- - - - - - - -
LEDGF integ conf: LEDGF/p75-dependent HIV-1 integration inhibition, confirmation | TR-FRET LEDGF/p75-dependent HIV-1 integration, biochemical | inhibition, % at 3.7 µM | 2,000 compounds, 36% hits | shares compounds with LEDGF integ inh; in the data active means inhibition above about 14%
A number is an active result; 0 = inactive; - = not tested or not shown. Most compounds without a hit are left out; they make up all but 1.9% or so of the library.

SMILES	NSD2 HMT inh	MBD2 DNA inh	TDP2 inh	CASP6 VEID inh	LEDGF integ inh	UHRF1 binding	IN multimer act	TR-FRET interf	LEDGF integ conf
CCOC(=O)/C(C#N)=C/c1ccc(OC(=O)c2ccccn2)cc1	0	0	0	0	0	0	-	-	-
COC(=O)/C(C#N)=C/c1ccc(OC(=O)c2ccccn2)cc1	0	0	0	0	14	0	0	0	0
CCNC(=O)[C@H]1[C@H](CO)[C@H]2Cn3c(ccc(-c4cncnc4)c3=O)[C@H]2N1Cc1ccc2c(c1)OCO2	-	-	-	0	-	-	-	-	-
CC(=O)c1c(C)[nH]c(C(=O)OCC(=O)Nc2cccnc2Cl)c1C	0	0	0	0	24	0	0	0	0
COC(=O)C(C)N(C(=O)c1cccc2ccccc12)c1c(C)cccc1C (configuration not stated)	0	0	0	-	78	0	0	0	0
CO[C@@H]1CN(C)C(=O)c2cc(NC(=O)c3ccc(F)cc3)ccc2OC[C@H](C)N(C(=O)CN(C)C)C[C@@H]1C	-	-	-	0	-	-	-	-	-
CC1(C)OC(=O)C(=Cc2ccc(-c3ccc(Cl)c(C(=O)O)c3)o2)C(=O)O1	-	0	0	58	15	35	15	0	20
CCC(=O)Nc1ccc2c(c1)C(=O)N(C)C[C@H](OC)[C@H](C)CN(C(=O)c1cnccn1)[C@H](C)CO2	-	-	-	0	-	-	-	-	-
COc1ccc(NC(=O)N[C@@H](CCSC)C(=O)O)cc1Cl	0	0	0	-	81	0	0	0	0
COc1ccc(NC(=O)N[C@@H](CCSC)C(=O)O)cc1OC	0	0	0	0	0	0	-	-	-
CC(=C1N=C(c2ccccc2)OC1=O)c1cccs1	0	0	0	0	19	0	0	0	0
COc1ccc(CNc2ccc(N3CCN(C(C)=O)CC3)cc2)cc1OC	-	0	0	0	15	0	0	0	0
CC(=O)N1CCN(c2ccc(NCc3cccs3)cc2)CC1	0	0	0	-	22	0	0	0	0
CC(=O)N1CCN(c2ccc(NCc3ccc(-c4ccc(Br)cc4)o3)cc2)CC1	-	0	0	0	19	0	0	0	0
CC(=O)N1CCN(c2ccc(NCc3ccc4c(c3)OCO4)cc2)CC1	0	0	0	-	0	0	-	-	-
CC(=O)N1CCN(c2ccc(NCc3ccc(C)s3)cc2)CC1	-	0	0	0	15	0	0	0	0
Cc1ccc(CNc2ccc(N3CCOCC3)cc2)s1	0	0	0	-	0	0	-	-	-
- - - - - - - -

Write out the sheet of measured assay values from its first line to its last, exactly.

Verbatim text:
LEDGF integ conf: LEDGF/p75-dependent HIV-1 integration inhibition, confirmation | TR-FRET LEDGF/p75-dependent HIV-1 integration, biochemical | inhibition, % at 3.7 µM | 2,000 compounds, 36% hits | shares compounds with LEDGF integ inh; in the data active means inhibition above about 14%
A number is an active result; 0 = inactive; - = not tested or not shown. Most compounds without a hit are left out; they make up all but 1.9% or so of the library.

SMILES	NSD2 HMT inh	MBD2 DNA inh	TDP2 inh	CASP6 VEID inh	LEDGF integ inh	UHRF1 binding	IN multimer act	TR-FRET interf	LEDGF integ conf
CCOC(=O)/C(C#N)=C/c1ccc(OC(=O)c2ccccn2)cc1	0	0	0	0	0	0	-	-	-
COC(=O)/C(C#N)=C/c1ccc(OC(=O)c2ccccn2)cc1	0	0	0	0	14	0	0	0	0
CCNC(=O)[C@H]1[C@H](CO)[C@H]2Cn3c(ccc(-c4cncnc4)c3=O)[C@H]2N1Cc1ccc2c(c1)OCO2	-	-	-	0	-	-	-	-	-
CC(=O)c1c(C)[nH]c(C(=O)OCC(=O)Nc2cccnc2Cl)c1C	0	0	0	0	24	0	0	0	0
COC(=O)C(C)N(C(=O)c1cccc2ccccc12)c1c(C)cccc1C (configuration not stated)	0	0	0	-	78	0	0	0	0
CO[C@@H]1CN(C)C(=O)c2cc(NC(=O)c3ccc(F)cc3)ccc2OC[C@H](C)N(C(=O)CN(C)C)C[C@@H]1C	-	-	-	0	-	-	-	-	-
CC1(C)OC(=O)C(=Cc2ccc(-c3ccc(Cl)c(C(=O)O)c3)o2)C(=O)O1	-	0	0	58	15	35	15	0	20
CCC(=O)Nc1ccc2c(c1)C(=O)N(C)C[C@H](OC)[C@H](C)CN(C(=O)c1cnccn1)[C@H](C)CO2	-	-	-	0	-	-	-	-	-
COc1ccc(NC(=O)N[C@@H](CCSC)C(=O)O)cc1Cl	0	0	0	-	81	0	0	0	0
COc1ccc(NC(=O)N[C@@H](CCSC)C(=O)O)cc1OC	0	0	0	0	0	0	-	-	-
CC(=C1N=C(c2ccccc2)OC1=O)c1cccs1	0	0	0	0	19	0	0	0	0
COc1ccc(CNc2ccc(N3CCN(C(C)=O)CC3)cc2)cc1OC	-	0	0	0	15	0	0	0	0
CC(=O)N1CCN(c2ccc(NCc3cccs3)cc2)CC1	0	0	0	-	22	0	0	0	0
CC(=O)N1CCN(c2ccc(NCc3ccc(-c4ccc(Br)cc4)o3)cc2)CC1	-	0	0	0	19	0	0	0	0
CC(=O)N1CCN(c2ccc(NCc3ccc4c(c3)OCO4)cc2)CC1	0	0	0	-	0	0	-	-	-
CC(=O)N1CCN(c2ccc(NCc3ccc(C)s3)cc2)CC1	-	0	0	0	15	0	0	0	0
Cc1ccc(CNc2ccc(N3CCOCC3)cc2)s1	0	0	0	-	0	0	-	-	-